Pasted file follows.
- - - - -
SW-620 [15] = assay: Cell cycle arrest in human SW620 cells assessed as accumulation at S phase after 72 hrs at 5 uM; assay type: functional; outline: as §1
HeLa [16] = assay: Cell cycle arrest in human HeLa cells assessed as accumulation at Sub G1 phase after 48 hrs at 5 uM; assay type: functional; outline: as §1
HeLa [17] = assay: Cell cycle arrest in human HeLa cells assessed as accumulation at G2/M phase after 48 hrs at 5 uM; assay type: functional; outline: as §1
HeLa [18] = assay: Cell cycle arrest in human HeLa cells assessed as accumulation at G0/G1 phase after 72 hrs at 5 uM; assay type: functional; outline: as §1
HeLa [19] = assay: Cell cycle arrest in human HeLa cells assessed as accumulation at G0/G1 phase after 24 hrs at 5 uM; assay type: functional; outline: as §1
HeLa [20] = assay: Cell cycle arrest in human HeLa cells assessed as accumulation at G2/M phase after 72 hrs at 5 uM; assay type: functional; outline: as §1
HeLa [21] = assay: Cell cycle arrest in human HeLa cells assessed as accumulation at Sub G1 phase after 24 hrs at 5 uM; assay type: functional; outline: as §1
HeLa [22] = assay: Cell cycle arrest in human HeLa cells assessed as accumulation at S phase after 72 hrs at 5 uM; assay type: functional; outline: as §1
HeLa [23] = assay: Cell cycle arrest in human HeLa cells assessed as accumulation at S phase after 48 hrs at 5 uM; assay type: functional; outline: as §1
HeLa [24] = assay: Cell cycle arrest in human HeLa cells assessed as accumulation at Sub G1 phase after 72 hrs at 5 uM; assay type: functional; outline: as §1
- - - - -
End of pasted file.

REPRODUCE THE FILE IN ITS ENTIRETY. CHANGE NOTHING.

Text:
SW-620 [15] = assay: Cell cycle arrest in human SW620 cells assessed as accumulation at S phase after 72 hrs at 5 uM; assay type: functional; outline: as §1
HeLa [16] = assay: Cell cycle arrest in human HeLa cells assessed as accumulation at Sub G1 phase after 48 hrs at 5 uM; assay type: functional; outline: as §1
HeLa [17] = assay: Cell cycle arrest in human HeLa cells assessed as accumulation at G2/M phase after 48 hrs at 5 uM; assay type: functional; outline: as §1
HeLa [18] = assay: Cell cycle arrest in human HeLa cells assessed as accumulation at G0/G1 phase after 72 hrs at 5 uM; assay type: functional; outline: as §1
HeLa [19] = assay: Cell cycle arrest in human HeLa cells assessed as accumulation at G0/G1 phase after 24 hrs at 5 uM; assay type: functional; outline: as §1
HeLa [20] = assay: Cell cycle arrest in human HeLa cells assessed as accumulation at G2/M phase after 72 hrs at 5 uM; assay type: functional; outline: as §1
HeLa [21] = assay: Cell cycle arrest in human HeLa cells assessed as accumulation at Sub G1 phase after 24 hrs at 5 uM; assay type: functional; outline: as §1
HeLa [22] = assay: Cell cycle arrest in human HeLa cells assessed as accumulation at S phase after 72 hrs at 5 uM; assay type: functional; outline: as §1
HeLa [23] = assay: Cell cycle arrest in human HeLa cells assessed as accumulation at S phase after 48 hrs at 5 uM; assay type: functional; outline: as §1
HeLa [24] = assay: Cell cycle arrest in human HeLa cells assessed as accumulation at Sub G1 phase after 72 hrs at 5 uM; assay type: functional; outline: as §1